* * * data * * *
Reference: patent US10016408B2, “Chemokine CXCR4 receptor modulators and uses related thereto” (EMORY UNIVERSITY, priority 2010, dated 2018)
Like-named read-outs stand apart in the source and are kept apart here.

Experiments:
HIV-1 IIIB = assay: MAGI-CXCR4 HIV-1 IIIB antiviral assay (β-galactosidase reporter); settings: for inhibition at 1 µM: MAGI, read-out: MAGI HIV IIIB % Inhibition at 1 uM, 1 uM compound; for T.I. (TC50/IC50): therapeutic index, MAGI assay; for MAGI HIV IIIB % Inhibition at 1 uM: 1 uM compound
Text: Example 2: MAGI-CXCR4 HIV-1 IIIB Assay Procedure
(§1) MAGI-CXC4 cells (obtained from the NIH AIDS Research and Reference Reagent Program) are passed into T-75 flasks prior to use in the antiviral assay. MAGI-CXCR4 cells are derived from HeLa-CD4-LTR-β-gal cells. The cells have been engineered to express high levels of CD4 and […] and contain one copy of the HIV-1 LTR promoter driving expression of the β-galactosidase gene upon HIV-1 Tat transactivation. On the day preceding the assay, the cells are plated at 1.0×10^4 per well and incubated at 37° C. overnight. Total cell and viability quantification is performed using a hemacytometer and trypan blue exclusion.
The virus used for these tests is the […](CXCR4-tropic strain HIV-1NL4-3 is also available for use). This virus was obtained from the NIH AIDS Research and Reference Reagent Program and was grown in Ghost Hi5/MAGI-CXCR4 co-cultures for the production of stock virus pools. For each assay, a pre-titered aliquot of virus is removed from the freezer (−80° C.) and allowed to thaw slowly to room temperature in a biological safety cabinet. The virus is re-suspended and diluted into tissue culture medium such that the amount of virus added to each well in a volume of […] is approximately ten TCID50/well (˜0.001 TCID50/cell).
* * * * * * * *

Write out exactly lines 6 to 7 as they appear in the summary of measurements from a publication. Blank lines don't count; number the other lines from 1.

(§1) MAGI-CXC4 cells (obtained from the NIH AIDS Research and Reference Reagent Program) are passed into T-75 flasks prior to use in the antiviral assay. MAGI-CXCR4 cells are derived from HeLa-CD4-LTR-β-gal cells. The cells have been engineered to express high levels of CD4 and […] and contain one copy of the HIV-1 LTR promoter driving expression of the β-galactosidase gene upon HIV-1 Tat transactivation. On the day preceding the assay, the cells are plated at 1.0×10^4 per well and incubated at 37° C. overnight. Total cell and viability quantification is performed using a hemacytometer and trypan blue exclusion.
The virus used for these tests is the […](CXCR4-tropic strain HIV-1NL4-3 is also available for use). This virus was obtained from the NIH AIDS Research and Reference Reagent Program and was grown in Ghost Hi5/MAGI-CXCR4 co-cultures for the production of stock virus pools. For each assay, a pre-titered aliquot of virus is removed from the freezer (−80° C.) and allowed to thaw slowly to room temperature in a biological safety cabinet. The virus is re-suspended and diluted into tissue culture medium such that the amount of virus added to each well in a volume of […] is approximately ten TCID50/well (˜0.001 TCID50/cell).